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Four Levels of Paul’s Self-Description

written by Asher Intrater
April 01, 2016

When we truly understand both the greatness of our spiritual identity and calling, and at the same time our own weakness and failings, it can make us feel embarrassed or uncomfortable. The Apostle Paul (Saul) felt the same way; he referred to himself on four different levels from highest to lowest.

  1. Highest –Like a “Super Apostle”: In arguments between Paul, Peter, James, John, Apollos and Barnabas concerning the work that he had done in European and Asia Minor, Paul felt he could not yield. This was not so much an issue of ego but of defining spheres of authority. He did not want others to confuse what God had done within his area of responsibility. In this context, Paul considered himself and his authority at the same level as those who were considered as “pillars” among the apostles (Galatians 2:6, 9) or even “super apostles” (II Corinthians 11:5; 12:11).
  2. Medium High – “Least of Apostles“: When describing the witness of the resurrection and the fact that Yeshua had personally appeared to him, he needed to state his position as an apostle; but at the same time there was nothing to defend in comparison to anyone else. It was an issue of testimony for the gospel. So here he mentioned that he was part of the apostolic witness but at the same time referred to himself as the “least of the apostles” and even unworthy of that position (I Corinthians 15:9).
  3. Medium Low – “Least of Saints“: In describing God’s glorious plan for all of those who love Him, Paul gives divine descriptions of us being filled even with “the fullness of God” (Ephesians 3:19). In this context, the promises are for everyone who believes. The inheritance is for all within the ecclesia, for all those being sanctified by the Spirit of God. Here there is no need for any explanation of position, so he simply refers to himself as “the least of the saints” (Ephesians 3:8).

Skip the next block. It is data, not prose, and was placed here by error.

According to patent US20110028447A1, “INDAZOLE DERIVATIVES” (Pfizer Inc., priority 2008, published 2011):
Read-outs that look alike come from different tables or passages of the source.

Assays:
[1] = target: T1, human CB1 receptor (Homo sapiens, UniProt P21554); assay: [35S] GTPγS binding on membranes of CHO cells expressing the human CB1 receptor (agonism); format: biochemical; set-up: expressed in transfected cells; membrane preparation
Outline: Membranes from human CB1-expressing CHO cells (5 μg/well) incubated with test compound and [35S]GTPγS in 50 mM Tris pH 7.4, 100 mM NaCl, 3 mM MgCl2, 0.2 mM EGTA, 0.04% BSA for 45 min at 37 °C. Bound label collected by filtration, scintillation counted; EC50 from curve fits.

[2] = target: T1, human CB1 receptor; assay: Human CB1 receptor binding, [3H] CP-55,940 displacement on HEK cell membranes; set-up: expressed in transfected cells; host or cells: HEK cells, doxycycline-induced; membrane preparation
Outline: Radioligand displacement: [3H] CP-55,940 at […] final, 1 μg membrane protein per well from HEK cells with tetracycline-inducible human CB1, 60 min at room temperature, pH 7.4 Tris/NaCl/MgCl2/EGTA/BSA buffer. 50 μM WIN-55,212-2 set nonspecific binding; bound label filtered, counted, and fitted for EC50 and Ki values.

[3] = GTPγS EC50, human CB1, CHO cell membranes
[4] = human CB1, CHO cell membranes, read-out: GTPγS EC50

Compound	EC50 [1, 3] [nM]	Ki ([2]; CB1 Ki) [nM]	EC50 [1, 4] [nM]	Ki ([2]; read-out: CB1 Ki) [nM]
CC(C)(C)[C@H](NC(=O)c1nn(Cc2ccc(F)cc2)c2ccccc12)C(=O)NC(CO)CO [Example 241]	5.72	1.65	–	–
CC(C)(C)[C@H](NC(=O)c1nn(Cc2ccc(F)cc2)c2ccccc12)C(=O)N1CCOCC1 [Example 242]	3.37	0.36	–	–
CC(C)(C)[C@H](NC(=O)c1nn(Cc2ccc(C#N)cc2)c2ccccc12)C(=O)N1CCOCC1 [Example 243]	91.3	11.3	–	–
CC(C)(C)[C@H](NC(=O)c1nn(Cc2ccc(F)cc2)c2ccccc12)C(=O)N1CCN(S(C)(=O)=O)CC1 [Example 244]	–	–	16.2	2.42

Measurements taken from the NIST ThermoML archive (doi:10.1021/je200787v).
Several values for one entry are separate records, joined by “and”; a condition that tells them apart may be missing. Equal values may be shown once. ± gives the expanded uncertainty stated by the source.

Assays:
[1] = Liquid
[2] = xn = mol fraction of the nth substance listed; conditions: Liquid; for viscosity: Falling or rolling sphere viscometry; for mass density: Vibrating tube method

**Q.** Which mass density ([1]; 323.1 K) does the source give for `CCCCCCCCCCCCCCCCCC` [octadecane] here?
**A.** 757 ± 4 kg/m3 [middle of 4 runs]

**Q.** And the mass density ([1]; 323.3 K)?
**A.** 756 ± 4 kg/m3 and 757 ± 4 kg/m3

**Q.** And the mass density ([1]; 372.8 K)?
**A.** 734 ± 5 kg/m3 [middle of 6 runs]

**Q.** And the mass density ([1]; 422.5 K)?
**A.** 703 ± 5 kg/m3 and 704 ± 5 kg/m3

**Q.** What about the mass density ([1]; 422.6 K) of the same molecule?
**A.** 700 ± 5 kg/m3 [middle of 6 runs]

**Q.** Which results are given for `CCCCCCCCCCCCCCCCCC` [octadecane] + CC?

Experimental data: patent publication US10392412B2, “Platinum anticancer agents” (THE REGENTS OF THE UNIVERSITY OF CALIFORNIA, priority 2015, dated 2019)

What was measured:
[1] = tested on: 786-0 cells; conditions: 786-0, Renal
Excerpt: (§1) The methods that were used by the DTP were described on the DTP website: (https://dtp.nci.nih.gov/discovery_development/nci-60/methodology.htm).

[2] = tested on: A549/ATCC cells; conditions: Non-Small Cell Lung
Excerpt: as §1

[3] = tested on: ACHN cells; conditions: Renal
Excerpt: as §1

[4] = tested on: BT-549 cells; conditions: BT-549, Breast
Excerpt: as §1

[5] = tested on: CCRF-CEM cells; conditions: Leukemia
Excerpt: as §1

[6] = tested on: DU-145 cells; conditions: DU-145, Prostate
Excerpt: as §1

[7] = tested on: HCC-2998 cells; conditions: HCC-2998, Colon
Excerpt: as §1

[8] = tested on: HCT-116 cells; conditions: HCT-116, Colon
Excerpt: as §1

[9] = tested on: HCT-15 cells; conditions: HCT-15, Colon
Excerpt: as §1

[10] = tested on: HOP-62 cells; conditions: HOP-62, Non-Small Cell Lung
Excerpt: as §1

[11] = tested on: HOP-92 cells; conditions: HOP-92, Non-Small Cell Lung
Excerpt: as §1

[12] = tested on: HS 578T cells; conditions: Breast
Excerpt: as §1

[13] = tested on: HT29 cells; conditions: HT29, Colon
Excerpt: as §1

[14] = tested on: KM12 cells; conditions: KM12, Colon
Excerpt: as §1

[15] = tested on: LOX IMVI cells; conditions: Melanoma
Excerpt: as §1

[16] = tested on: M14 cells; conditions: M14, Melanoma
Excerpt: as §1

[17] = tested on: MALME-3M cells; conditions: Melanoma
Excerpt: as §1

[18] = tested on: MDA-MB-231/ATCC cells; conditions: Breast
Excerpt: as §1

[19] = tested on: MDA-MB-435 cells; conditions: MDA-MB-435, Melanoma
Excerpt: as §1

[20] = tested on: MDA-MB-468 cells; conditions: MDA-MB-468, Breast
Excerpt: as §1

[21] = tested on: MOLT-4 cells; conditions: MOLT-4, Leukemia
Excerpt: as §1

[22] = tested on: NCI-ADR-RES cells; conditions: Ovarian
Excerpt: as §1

4. Lowest – “Worst of Sinners“: In describing God’s grace towards us in salvation and the forgiveness of sins, the emphasis is again different. Here we see the greatness of Yeshua’s sacrifice for us on the cross despite our own unworthiness. In deep repentance for his previous sins—especially persecuting the believers- Paul recognizes the depths of his own sinful nature and therefore describes himself as “the worst of sinners” (I Timothy 1:13-15).

So we live in a paradox: God’s grace grants to us supernatural significance, identity and destiny, yet our own frailty and lack of ability lead us to the painful awareness of our own unworthiness and selfishness outside of God’s grace. So, “Just who do you think you are?” Well, with respect to God’s calling, it is “super.” With respect to our own abilities, it is “the worst.”

Asher serves as president of Tikkun Global family of ministries and congregations, dedicated to the dual restoration of Israel and the Church. He is founder of the Revive Israel five-fold ministry team, and oversees both Ahavat Yeshua and Tiferet Yeshua congregations in Israel.

He and his wife Betty share a passion for personal prayer and devotion, local evangelism and discipleship in Hebrew, and unity of the Body of believers worldwide.

Asher was raised in a conservative Jewish home and holds degrees from Harvard University, Baltimore Hebrew College and Messiah Biblical Institute. He has authored numerous books, tracts and articles.

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